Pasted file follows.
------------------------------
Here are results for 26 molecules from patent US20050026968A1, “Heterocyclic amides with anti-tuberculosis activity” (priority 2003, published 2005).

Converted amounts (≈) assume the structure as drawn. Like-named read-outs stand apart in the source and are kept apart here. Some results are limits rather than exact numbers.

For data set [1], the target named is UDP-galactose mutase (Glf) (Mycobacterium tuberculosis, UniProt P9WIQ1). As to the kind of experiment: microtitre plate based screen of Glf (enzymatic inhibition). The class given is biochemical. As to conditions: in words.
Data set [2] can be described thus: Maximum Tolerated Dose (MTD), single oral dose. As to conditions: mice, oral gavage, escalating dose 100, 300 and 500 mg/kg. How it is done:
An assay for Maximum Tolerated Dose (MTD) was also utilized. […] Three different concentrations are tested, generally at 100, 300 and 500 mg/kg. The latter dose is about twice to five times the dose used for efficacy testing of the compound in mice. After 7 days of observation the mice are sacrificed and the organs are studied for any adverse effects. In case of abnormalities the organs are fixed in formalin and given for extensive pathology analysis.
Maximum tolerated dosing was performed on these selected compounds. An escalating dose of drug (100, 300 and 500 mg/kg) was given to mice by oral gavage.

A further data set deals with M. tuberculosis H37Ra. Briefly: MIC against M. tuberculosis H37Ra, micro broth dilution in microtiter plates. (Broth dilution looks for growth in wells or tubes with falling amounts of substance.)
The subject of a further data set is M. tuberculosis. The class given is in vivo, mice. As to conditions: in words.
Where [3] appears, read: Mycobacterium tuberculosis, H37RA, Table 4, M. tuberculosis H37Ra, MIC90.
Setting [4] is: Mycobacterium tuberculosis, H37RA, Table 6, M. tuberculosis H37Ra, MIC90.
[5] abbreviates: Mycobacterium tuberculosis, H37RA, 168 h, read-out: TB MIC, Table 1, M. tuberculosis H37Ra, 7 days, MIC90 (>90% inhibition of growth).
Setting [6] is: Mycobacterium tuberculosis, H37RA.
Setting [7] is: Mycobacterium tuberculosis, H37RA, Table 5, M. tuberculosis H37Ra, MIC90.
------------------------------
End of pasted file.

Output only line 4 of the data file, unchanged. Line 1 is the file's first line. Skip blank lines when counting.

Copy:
Data set [2] can be described thus: Maximum Tolerated Dose (MTD), single oral dose. As to conditions: mice, oral gavage, escalating dose 100, 300 and 500 mg/kg. How it is done: